The Groote Schuur Hospital in Cape Town, South Africa, is set to become the first state hospital in Africa to perform robotic-assisted surgery following the launch of the state-of-the-art Da Vinci X-I surgical robot.
At a cost of just under 40-million rands (1-billion naira), the multi-armed robot will aid surgeons in doing complex surgeries on the human body in a less invasive and shorter period of time. Robotic Surgery Coordinator at the hospital, Dr Samkele Salukazana today demonstrated its capabilities. He says the technology offers a host of benefits for both surgeons and patients.
“It’s really an amazing piece of equipment, more especially the hand movement essentially can almost do 360 degree movements in the hands, which you don’t get with conventional laparoscopy and that’s the art in robotic surgery, better vision, magnification, clean clear visual of the anatomy and easier dissection with range of movement,” says Dr Salukazana.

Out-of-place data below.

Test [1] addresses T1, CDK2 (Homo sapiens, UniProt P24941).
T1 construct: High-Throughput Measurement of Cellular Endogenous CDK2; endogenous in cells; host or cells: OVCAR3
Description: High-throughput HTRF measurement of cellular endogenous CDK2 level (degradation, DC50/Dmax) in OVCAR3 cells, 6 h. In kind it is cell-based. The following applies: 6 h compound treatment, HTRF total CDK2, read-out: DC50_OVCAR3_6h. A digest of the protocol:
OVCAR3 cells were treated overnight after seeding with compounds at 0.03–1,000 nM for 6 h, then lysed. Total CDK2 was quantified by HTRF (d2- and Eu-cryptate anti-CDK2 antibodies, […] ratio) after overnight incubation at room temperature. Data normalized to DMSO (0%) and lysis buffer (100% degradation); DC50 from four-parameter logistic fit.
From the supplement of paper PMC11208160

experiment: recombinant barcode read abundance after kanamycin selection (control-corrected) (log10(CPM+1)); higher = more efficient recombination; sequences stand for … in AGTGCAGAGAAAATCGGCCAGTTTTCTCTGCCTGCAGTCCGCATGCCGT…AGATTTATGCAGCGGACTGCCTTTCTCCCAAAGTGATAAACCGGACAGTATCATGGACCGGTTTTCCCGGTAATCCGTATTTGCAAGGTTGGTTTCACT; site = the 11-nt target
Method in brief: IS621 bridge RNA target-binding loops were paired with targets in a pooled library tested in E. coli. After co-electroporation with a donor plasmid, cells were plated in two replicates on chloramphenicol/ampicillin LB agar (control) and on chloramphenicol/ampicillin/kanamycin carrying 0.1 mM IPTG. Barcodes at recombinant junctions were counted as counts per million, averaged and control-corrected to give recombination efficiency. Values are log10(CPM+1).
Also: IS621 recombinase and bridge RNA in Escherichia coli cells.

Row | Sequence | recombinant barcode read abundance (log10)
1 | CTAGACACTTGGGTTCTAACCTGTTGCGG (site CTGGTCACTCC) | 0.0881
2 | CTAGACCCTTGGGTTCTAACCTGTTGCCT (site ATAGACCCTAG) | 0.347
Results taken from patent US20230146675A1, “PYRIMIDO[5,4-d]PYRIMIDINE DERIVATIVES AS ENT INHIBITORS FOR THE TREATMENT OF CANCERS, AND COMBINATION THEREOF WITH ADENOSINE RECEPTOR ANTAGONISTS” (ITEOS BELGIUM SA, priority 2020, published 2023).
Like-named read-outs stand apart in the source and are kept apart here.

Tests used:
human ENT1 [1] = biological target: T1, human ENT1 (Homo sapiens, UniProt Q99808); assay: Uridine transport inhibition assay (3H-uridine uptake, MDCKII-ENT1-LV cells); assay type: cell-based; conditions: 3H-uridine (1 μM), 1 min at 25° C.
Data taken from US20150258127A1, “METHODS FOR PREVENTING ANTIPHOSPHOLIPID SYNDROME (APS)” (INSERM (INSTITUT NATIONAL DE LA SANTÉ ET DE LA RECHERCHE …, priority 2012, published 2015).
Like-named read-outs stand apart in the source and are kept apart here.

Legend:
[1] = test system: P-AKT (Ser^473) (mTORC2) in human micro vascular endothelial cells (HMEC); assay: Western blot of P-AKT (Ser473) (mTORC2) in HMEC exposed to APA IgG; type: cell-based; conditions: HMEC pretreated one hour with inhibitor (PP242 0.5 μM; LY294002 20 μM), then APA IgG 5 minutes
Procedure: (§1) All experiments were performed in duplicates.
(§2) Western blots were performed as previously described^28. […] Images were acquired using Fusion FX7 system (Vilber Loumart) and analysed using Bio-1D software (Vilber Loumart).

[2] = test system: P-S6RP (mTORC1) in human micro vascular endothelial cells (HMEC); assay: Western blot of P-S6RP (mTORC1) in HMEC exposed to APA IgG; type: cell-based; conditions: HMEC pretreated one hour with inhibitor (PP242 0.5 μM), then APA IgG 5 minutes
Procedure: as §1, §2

The Western Cape Health Department says it is working on plans to address a backlog in surgical procedures at state hospitals – caused by the COVID-19 pandemic. The department prioritised managing its response to the pandemic – resulting in the scaling back of some of its services. Chief of Operations Dr Saadiq Kariem says the surgical services list at all public hospitals will be increased. He says the new state-of-the-art surgical robot will also help to increase much-needed services.
“We’ve got plans at all of our public hospitals to increase the surgical services lists so that we can in fact address the surgical backlogs. The robot will certainly assist us because it will allow us to be more efficient in terms of services that we provide and also will allow us a wider scope and a wider range of clinical services that we can in fact make sure we provide those services to the people of the province,” says Dr Kariem.